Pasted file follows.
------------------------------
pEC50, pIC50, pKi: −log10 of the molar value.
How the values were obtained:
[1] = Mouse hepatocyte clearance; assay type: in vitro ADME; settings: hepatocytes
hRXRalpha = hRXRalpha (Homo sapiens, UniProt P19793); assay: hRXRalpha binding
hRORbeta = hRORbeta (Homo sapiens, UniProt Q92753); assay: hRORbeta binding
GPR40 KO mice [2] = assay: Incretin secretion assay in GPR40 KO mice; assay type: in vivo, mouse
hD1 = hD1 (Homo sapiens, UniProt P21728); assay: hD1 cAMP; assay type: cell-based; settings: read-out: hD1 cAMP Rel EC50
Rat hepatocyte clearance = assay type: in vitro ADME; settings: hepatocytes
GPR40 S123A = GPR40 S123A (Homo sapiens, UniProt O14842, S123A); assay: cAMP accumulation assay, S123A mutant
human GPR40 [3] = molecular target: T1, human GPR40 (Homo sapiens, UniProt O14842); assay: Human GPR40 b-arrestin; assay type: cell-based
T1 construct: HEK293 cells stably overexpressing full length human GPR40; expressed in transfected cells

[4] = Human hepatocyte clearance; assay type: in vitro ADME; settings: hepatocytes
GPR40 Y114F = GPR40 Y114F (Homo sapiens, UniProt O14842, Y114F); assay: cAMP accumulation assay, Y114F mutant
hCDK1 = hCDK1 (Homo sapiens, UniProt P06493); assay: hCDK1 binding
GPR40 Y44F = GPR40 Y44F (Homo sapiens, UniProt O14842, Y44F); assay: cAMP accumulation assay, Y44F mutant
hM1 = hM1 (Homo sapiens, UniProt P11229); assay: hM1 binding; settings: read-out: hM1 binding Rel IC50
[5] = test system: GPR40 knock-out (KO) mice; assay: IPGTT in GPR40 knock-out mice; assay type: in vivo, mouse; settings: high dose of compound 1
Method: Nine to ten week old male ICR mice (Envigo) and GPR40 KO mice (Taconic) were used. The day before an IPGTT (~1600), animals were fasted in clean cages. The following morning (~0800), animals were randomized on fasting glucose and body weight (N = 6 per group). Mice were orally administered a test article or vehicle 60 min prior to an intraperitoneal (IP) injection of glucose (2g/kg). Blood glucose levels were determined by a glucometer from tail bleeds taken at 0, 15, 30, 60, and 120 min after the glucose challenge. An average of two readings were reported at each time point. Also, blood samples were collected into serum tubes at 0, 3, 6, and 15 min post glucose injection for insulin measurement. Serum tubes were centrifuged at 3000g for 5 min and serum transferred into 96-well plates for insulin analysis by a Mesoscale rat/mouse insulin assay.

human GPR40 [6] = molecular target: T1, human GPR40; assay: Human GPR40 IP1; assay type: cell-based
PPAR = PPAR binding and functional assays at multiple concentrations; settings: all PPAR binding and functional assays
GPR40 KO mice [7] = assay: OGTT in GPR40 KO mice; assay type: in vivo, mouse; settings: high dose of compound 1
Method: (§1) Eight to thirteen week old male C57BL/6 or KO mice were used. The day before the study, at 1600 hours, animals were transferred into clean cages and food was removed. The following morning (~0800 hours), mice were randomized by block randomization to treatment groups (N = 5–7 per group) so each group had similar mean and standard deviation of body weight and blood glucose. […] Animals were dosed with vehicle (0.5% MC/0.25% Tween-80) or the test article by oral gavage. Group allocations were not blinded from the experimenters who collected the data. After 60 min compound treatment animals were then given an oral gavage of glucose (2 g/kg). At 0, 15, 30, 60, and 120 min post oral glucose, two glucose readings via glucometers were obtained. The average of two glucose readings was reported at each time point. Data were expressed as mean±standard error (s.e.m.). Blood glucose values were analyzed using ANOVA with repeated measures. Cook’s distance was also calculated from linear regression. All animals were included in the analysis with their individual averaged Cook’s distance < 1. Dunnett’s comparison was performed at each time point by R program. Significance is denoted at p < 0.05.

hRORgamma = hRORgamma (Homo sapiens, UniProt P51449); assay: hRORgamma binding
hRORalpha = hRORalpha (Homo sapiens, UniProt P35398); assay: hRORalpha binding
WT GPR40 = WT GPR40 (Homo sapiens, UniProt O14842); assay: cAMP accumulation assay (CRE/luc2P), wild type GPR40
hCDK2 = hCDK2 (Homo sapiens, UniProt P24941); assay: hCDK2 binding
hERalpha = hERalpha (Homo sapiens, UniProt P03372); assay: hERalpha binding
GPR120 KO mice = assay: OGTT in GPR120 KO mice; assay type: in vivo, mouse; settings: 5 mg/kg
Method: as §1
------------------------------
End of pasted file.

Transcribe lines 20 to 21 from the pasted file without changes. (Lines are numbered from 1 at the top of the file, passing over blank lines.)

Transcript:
PPAR = PPAR binding and functional assays at multiple concentrations; settings: all PPAR binding and functional assays
GPR40 KO mice [7] = assay: OGTT in GPR40 KO mice; assay type: in vivo, mouse; settings: high dose of compound 1